When Prime Minister Jason Kenney announced additional public health restrictions Wednesday night, he said the province could run out of staffed intensive care beds within the next 10 days, which would be this Saturday.
AHS has a intensive care triage protocol to guide the province’s response in the event that the demand for life-sustaining intensive care exceeds available resources. Basically, it guides healthcare workers in making tough decisions about who gets care and who doesn’t, should it come to that.
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On Tuesday, AHS said it has not yet had to implement the protocol, but continues to educate doctors and staff on the document.
“Those who work on that crisis, I hold onto my breath,” Silas said. “I just hope they don’t have to use those protocols. It’s awful.
“We need to do everything we can as a country to make sure that a doctor does not have to choose who will receive care and who will not.”
Dr. Brian Buchanan, an intensive care intensivist at the University of Alberta Hospital, said the current situation is “defeating.”
He said hospitals are seeing a lot of people who are not vaccinated or partially vaccinated and who are getting very, very sick.
“We have nurses, doctors, respiratory therapists, and social workers who are trying to care for a large volume of critically ill patients,” Buchanan said.
Doing that alone is a “Herculean task,” he said, regardless of the trickle-down effect it has on the healthcare system.
“This always comes at a cost. And it has the cost of showing other types of care, it is the cost of the demoralization of health workers, ”he said.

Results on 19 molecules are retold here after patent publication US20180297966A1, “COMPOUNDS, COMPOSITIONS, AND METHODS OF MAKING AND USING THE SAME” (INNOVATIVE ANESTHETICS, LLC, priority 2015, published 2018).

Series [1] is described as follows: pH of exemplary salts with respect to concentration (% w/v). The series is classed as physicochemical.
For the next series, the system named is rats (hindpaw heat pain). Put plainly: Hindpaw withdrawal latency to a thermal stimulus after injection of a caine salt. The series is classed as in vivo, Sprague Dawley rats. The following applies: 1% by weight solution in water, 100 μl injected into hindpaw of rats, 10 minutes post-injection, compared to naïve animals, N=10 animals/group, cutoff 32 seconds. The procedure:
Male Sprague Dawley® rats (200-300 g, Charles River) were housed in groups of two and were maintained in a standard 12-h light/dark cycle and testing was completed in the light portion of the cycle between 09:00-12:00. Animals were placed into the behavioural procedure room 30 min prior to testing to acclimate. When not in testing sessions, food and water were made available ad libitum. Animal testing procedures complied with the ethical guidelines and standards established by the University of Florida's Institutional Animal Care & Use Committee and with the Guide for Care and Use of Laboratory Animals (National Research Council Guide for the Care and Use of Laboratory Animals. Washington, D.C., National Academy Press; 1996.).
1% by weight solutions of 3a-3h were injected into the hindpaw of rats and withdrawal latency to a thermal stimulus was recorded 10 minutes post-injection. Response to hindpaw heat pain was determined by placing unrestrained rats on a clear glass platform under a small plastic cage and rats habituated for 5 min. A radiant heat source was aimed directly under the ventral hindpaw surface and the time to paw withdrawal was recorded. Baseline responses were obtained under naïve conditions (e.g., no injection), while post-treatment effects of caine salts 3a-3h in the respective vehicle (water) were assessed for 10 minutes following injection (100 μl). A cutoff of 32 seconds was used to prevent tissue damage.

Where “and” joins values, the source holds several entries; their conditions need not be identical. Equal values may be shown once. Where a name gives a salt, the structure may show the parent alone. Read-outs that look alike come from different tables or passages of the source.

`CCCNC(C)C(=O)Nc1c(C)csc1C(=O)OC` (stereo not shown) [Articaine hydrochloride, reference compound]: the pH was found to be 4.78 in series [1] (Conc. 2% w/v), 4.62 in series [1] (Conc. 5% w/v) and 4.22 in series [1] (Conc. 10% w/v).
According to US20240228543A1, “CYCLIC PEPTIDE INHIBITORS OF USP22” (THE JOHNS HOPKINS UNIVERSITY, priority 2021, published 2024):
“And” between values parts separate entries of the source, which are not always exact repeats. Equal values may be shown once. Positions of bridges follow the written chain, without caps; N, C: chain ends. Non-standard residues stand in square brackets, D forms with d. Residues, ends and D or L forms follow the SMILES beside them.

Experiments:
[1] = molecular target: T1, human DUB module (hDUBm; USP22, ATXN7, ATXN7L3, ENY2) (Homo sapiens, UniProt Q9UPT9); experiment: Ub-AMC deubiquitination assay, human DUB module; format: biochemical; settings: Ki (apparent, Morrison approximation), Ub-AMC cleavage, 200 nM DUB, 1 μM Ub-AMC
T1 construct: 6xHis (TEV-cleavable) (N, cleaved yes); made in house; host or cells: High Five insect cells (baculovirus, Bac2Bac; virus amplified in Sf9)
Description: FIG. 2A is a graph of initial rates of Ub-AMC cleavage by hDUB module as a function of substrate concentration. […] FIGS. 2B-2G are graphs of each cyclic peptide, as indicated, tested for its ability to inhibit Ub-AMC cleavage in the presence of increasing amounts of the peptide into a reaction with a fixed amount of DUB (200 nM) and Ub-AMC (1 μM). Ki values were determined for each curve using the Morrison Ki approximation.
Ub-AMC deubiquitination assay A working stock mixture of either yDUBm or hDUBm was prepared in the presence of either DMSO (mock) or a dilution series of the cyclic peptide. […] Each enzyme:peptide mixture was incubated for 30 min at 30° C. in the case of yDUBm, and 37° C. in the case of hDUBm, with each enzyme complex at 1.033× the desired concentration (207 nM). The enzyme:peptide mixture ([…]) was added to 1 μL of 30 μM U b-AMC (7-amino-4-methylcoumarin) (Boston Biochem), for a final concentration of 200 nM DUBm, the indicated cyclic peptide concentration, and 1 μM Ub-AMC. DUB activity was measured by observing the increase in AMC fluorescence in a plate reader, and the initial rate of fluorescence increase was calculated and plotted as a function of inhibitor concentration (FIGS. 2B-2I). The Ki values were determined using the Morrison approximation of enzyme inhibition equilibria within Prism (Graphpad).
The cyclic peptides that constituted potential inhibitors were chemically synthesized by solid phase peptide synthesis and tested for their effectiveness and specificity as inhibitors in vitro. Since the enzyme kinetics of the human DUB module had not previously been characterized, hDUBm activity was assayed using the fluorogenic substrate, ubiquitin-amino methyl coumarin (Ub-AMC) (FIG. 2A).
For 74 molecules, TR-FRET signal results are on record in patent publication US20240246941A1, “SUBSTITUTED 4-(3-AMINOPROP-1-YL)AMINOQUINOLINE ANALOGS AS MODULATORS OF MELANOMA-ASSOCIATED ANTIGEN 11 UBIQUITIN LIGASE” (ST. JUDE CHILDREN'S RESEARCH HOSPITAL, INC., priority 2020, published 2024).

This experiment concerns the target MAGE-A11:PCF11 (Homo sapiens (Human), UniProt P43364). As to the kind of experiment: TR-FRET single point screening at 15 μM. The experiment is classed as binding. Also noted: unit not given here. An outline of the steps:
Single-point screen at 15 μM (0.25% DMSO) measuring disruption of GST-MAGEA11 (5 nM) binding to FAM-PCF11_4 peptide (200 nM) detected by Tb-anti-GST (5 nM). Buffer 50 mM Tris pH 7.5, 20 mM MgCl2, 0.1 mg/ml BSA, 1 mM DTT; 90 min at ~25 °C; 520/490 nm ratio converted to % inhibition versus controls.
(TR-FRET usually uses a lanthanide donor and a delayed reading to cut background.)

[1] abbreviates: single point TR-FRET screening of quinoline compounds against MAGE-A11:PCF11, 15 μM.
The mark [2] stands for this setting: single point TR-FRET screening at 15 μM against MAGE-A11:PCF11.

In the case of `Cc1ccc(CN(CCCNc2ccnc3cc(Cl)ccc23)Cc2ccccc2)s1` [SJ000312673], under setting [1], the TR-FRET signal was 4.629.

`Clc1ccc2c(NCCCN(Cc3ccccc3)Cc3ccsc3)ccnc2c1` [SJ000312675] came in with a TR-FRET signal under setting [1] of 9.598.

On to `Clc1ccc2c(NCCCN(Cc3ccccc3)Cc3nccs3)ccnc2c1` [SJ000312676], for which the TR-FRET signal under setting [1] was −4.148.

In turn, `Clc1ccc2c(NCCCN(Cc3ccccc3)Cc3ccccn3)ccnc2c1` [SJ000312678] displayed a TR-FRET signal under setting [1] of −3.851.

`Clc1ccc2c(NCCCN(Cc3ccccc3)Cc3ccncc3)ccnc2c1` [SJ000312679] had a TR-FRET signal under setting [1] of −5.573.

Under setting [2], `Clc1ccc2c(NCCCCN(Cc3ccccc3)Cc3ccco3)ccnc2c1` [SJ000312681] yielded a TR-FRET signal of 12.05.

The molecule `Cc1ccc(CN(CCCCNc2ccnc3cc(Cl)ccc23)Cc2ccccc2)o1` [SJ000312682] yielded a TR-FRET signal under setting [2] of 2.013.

“I don’t think this current rate is sustainable.”
Parks does not believe that Alberta has yet reached the peak of the fourth wave of COVID-19, driven in large part by the Delta variant. He said that healthcare workers can only do so much.
“People are showing every day that they go further. They are doing 15-hour shifts, coming in twice as long for the next day when it was their day off to help out.
“Fatigue, after doing this, hitting the fourth wave, it becomes increasingly difficult to do.”
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Parks is pleading with the public to do their part.
“We need people to avoid the big crowds, (wear) masks, get vaccinated… It sounds like a broken record, maybe people will roll their eyes, we’ve heard it. But I can’t emphasize enough: we have to stop the number of cases … because we have not yet reached our peak in Alberta. “
Silas would also like to see more people roll up their sleeves and get vaccinated, and a little more compassion for those who work in hospitals.
“Remember at the beginning of the pandemic when everyone said, ‘We’re all in this together?’ We are going to put the pots and pans at 7pm, cheer on our health workers, we are drawing rainbows everywhere.
“We need to bring that feeling back. We cannot have angry people’s demonstrations in the streets.
“We have to regain that hope and inspire the health workers who are trying to save lives in those buildings.”
With files from Aaron D’Andrea and Heather Yourex-West, Global News.